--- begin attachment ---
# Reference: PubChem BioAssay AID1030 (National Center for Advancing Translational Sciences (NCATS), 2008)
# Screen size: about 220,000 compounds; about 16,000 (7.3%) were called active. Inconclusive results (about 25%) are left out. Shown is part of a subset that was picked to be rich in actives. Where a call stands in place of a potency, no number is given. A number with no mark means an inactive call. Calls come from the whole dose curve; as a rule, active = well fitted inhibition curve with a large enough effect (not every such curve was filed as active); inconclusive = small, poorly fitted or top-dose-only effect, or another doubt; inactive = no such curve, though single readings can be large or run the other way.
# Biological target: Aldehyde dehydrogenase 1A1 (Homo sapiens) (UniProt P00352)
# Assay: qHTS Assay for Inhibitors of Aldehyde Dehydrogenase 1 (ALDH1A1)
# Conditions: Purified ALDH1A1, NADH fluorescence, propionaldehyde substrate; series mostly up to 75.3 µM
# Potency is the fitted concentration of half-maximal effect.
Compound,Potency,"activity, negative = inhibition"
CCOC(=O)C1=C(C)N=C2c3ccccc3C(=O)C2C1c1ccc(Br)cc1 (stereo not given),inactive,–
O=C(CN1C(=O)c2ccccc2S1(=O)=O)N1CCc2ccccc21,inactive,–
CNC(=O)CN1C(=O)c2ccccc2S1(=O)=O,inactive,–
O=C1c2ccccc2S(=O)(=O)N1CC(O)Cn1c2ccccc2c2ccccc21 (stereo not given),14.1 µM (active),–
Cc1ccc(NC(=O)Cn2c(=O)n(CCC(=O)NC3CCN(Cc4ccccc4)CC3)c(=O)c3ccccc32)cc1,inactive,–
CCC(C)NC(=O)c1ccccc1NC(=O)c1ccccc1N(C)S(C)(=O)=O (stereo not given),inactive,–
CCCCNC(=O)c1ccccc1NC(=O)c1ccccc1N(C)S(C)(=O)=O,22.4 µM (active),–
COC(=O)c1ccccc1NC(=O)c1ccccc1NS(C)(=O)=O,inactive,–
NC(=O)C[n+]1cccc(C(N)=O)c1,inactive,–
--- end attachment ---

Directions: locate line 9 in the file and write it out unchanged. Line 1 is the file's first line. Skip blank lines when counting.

O=C(CN1C(=O)c2ccccc2S1(=O)=O)N1CCc2ccccc21,inactive,–